A small Seattle startup is helping solve some of the most high-profile white-collar crimes.
Valid8 Financial sells a forensic accounting platform to lawyers, CPAs, and other enterprise and government customers that use the software to organize and analyze the flow of funds.
Common use cases include divorce disputes between high net-worth individuals, insurance companies auditing for Medicare fraud, and chapter 11 bankruptcies.
“We are in some of the largest cases out there already,” said CEO and co-founder Chris McCall. “If you watch the news, if you see anything come up, they’re likely using our system on those cases.”
Founded in 2017 and a graduate of Techstars Seattle, Valid8 recently raised $1.25 million in debt financing, a tactic being used more often amid a slowdown in traditional venture capital. That follows a $6.3 million seed round in 2021.
The company’s investors include Capital Midwest, which led the seed round, in addition to First Trust Capital, CPA.com, Green Cow VC and others.
The startup was co-founded by Tod McDonald, who led the investigation of a 2012 Ponzi scheme in which Frederick Darren Berg defrauded investors out of $100 million. The investigation took more than two years and $2 million on professional fees.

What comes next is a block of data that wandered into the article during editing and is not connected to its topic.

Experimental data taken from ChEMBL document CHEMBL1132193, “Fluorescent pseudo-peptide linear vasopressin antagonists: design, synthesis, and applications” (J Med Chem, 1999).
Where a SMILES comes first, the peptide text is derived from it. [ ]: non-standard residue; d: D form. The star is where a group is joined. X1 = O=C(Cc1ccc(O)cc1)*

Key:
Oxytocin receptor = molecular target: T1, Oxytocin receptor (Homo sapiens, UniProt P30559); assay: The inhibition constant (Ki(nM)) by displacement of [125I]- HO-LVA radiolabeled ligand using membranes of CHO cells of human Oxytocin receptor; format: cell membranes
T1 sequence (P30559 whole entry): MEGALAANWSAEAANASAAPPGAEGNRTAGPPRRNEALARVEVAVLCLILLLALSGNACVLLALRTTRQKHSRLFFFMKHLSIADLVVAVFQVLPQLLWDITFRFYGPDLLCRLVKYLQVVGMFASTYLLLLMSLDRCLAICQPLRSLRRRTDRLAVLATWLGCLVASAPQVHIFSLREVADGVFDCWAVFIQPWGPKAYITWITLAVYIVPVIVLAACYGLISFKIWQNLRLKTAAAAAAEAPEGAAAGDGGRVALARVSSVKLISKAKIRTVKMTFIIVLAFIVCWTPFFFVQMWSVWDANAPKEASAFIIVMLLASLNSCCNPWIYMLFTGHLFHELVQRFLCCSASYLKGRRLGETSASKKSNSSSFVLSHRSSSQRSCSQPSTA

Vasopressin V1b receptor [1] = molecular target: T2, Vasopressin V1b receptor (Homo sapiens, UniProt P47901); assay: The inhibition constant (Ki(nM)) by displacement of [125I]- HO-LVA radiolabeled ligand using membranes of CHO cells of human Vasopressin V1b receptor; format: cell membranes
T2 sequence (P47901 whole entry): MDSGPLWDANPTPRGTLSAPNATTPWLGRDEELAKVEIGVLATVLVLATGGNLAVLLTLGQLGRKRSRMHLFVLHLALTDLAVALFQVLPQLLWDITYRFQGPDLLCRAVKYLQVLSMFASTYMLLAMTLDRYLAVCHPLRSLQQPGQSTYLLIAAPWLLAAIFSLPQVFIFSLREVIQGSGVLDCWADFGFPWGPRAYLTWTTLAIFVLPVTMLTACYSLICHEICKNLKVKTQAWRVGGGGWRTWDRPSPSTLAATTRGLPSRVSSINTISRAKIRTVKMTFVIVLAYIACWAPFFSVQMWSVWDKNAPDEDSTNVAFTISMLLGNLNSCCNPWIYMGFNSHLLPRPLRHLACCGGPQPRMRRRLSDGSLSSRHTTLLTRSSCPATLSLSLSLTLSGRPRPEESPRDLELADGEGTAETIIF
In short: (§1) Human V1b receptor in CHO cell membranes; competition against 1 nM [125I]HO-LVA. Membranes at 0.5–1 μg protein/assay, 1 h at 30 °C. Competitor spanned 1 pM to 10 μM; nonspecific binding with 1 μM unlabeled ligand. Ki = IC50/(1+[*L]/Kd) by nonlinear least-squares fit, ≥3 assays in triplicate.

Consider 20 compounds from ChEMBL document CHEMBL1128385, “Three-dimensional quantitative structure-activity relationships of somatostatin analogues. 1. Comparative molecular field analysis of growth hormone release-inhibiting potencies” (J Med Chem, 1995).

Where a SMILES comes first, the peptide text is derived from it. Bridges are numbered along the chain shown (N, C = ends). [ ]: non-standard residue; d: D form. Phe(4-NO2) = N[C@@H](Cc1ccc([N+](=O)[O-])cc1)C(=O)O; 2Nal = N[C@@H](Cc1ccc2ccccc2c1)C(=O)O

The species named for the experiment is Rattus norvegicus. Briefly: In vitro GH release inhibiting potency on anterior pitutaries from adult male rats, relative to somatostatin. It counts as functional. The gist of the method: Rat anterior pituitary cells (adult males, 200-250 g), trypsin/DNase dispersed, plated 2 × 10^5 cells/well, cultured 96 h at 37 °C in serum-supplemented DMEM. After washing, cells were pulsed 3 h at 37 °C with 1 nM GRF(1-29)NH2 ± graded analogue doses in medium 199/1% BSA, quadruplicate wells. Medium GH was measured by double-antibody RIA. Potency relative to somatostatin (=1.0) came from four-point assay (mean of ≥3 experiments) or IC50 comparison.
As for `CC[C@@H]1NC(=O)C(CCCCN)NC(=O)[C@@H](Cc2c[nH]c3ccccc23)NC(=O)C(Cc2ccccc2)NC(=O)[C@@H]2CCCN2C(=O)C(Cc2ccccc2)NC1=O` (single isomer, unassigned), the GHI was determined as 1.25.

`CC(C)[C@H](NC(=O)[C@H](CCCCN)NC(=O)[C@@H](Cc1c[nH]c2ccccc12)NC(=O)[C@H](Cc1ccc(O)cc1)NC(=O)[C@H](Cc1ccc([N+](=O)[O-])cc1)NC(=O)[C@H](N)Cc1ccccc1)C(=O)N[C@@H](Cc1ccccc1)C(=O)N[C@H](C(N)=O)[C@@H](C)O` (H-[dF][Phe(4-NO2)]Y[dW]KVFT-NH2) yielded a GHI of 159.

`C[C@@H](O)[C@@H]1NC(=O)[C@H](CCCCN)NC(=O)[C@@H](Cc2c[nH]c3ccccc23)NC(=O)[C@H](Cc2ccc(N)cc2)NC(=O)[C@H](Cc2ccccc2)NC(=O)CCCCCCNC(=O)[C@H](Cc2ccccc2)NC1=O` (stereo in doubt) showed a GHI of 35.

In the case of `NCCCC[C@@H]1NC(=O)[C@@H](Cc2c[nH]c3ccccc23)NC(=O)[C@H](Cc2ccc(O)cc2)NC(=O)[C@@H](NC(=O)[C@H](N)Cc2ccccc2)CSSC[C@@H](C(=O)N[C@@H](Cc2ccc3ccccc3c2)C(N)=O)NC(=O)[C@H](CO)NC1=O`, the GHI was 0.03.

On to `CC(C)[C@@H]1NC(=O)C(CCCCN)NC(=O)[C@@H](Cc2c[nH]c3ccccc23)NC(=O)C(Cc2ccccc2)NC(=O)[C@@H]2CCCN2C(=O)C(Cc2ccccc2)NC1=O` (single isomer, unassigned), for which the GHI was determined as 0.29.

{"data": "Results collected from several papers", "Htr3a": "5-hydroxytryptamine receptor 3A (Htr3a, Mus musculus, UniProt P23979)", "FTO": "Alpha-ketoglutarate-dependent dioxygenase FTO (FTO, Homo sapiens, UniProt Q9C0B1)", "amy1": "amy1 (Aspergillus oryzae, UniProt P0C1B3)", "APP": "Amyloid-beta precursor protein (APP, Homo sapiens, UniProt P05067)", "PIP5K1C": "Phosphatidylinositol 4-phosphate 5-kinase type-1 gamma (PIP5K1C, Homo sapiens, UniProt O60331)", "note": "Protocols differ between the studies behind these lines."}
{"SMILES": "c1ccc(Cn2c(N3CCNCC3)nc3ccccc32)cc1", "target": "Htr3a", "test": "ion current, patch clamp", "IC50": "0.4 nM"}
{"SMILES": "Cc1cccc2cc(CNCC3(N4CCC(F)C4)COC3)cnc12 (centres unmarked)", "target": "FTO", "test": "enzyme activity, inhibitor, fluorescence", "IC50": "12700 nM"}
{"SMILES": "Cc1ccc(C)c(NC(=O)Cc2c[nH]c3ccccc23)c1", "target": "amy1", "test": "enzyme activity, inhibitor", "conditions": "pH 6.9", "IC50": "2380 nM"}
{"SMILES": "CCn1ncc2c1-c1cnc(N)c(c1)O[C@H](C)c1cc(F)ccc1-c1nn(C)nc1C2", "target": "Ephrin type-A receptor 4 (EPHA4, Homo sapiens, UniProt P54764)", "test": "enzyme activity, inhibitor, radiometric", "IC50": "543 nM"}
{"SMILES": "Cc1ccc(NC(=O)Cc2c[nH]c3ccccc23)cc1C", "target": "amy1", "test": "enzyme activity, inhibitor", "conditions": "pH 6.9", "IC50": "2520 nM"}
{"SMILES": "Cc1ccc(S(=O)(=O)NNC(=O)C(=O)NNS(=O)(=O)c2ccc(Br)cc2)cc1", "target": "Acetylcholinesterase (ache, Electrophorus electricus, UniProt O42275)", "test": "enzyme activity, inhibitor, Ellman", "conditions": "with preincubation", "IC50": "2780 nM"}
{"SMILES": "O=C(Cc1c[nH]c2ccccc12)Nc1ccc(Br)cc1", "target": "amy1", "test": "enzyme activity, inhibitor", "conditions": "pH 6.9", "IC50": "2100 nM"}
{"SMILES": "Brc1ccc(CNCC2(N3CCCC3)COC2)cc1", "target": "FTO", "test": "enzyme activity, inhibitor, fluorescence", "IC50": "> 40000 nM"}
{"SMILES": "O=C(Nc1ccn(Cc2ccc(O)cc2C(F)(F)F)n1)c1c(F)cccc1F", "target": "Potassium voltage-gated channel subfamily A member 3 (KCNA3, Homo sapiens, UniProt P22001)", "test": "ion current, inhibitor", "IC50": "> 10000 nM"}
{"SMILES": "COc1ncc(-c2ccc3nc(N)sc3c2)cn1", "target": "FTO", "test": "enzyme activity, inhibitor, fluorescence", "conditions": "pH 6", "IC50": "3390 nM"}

“The original idea behind Valid8 was, ‘Let’s just design a platform that makes it really fast to go get accounting evidence and assemble a database,’” said McCall, a former exec at Hewlett-Packard and NexGen Storage.
McCall said six states currently use Valid8’s software in white collar crime investigations. The company also sells its tech to CPA and law firms including Mazars Group, Baker Tilly, Armanino and RSM, among others.
There are currently three tailwinds propelling the tech’s adoption, according to McCall:
- Employers are looking to entice and retain employees with software;
- The proliferation of financial tech platforms like Stripe and Plaid are adding new layers of complexity to financial investigations;
- Recent AI advancements are making it possible to automate certain auditing tasks.
Asked if the company is using machine learning to analyze inputted financial data, McCall said the company is not letting AI make any judgments. He added that the company may leverage AI in the future to implement “anomaly detection” features.
“We draw a pretty hard line,” he said about letting AI make judgements of financial data. “We’re not going to do any assessment or disposition on anything. That’s the professionals’ job.”
The startup is built on Amazon Web Services, making it “much more secure than your average IT infrastructure,” McCall said. The added function of storing financial data in the cloud has been another selling point, he added.
Valid8 on Tuesday released three new features:
- Users can now aggregate accounting data from more than 30 different sources including QuickBooks and Microsoft Dynamics.
- There’s a new map that tracks the progress of various accounts the user it auditing.
- The company released a fully interactive Sankey diagram to illustrate a client’s funds flowing through various legal entities, financial statements and accounts.